Cultivation is another significant component in the donor relationship. Out of the 20 online gifts, 12 organizations sent follow-up emails, and an additional two organization that only received white mail gifts responded with emails because an email address was included with the mail.

Some organizations are optimizing rapid donor cultivation practices by sending multiple emails within the first 60 days from the donation, including St. Jude League/Claretian Publications with 10 emails during that time period. Christ said the emails varied, from more mission information to petition signups to information about purchasing a religious sun-catcher.

Christ said he received the first piece of mail within four days of making the 30 white mail gifts. In all, 28 organizations sent direct mail cultivation and appeal pieces and 14 did so within two weeks.

Organizations may also want to analyze their customer service processes. Christ said each organization received the same email from the fictional Chris Doyle donor, asking for his current gift records so he could plan for next year’s donations.

By mentioning next year’s giving, the organizations had the incentive to be prompt and accurate to ensure donations for the next year. Amergent wanted to see how well the organizations were tracking their donor data and how quickly they would respond.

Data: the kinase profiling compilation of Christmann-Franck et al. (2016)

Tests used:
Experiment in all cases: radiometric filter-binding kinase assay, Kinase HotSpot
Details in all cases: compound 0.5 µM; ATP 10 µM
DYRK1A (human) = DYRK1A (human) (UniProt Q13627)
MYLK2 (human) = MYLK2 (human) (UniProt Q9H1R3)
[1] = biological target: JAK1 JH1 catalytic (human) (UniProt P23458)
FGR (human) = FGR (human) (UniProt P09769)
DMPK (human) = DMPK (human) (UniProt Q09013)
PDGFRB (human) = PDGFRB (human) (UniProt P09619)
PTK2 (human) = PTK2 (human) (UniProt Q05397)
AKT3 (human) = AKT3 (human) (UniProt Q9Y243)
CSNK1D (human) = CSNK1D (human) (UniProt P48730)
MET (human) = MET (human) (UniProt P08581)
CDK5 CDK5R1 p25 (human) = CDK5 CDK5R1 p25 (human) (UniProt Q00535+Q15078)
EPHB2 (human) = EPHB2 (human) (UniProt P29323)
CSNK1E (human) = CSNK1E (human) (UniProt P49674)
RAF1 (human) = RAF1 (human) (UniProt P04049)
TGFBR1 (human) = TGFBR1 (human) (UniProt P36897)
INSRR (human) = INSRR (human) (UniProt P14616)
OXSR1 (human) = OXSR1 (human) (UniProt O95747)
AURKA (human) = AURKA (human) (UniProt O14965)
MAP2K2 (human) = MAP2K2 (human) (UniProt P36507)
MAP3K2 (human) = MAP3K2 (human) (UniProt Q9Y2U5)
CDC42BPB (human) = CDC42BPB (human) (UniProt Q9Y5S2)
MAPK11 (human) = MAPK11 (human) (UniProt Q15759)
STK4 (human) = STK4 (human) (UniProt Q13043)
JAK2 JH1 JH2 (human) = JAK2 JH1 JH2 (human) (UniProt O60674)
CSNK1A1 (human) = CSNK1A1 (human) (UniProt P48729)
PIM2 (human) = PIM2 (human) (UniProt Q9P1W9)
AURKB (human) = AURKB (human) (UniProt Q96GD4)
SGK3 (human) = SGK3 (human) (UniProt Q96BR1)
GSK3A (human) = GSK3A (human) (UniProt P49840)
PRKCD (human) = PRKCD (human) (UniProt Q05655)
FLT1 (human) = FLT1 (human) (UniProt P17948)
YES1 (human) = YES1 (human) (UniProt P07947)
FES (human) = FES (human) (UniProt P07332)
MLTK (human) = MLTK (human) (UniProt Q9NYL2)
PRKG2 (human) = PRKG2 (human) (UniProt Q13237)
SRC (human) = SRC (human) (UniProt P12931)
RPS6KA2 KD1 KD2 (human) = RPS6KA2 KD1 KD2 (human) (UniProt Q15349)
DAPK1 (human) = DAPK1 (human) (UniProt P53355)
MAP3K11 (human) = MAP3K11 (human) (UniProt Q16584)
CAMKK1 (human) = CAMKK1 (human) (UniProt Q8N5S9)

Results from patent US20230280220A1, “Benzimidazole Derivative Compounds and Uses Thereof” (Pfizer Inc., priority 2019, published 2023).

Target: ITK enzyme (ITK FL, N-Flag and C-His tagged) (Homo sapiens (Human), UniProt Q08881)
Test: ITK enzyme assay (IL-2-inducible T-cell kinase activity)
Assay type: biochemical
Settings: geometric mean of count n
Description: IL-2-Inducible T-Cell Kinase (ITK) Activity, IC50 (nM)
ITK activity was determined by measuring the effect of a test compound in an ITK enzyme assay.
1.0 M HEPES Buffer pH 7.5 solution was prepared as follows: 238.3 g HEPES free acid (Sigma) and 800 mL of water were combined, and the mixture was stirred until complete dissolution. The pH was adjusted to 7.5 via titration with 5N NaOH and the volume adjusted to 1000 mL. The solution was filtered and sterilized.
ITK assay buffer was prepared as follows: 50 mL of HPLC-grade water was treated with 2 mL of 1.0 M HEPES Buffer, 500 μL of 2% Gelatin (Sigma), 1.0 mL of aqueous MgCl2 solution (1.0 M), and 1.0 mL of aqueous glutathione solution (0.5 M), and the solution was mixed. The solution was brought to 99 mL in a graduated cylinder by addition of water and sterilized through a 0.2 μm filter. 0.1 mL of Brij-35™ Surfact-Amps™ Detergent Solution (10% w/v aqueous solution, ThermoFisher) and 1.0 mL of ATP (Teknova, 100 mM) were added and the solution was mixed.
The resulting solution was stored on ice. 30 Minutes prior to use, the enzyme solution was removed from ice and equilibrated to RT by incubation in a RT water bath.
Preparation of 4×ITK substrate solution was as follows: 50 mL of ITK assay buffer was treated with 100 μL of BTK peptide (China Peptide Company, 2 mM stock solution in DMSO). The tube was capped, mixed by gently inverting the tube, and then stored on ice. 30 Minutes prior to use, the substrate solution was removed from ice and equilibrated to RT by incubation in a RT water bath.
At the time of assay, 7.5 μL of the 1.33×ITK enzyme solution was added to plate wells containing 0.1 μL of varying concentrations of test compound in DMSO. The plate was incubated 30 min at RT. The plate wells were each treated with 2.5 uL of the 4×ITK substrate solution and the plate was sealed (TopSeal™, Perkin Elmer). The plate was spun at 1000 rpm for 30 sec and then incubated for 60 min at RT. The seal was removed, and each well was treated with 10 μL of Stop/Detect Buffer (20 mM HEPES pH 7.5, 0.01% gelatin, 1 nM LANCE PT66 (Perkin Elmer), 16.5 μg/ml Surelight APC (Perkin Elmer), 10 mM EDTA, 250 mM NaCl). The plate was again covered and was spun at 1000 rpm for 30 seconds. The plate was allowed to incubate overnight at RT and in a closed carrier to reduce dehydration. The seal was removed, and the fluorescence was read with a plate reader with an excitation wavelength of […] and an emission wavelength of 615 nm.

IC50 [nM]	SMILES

After making 50 donations, 30 by mail and 20 online, to the 30 organizations, only 17 organizations responded with accurate information in less than 24 hours. Three organizations reported inaccurately that Chris Doyle gave one gift instead of two. But the fictional Chris Doyle is still waiting to hear back from 10 organizations.

Paulette Karas, co-director of the Marist Brothers’ provincial development office, said she received the email inquiring about Chris Doyle’s donations. “I went to the records immediately and sent back to him within the hour,” she said, which received high marks since Amergent was tracking the response time.

From the answers Amergent received, eight asked for a full postal address to track gifts and one organization followed up with a typed, mailed letter that arrived 10 days later.

Br. Turley said the experience “was fun” and that other organizations should try to test their processes in the same way. “Go in to your online donations and make a donation, under a false name, and see what happens. Really test it out in a blind fashion. It may be very revealing,” said Br. Turley.

“The advantage that we had here is that someone else did that and when they evaluate that they showed us what other people were doing,” he said.

Karas explained that revisiting the Website design was always in the back of their minds, but the study brought the need forward. “I think that we had become complacent and just saying, ‘It’s up there and people are getting thanked.’ And I think that’s a mistake,” she said.

Br. Turely explained that the current site is information heavy about the Marist Brothers’ history and recruitment of those interested in the ministry of education. One major revision idea Karas and Br. Turely discussed was creating a separate site for cold acquisition donors, which would give more concise information about the Marist Brothers and make donating easier.

Karas said while major online revisions would take some time and effort by many people, it’s something the organization wants to do in the not-so-distant future. “You shouldn’t become complacent,” she said. “You need to go in and reevaluate what you are doing, how you are doing it and if you can do it better.”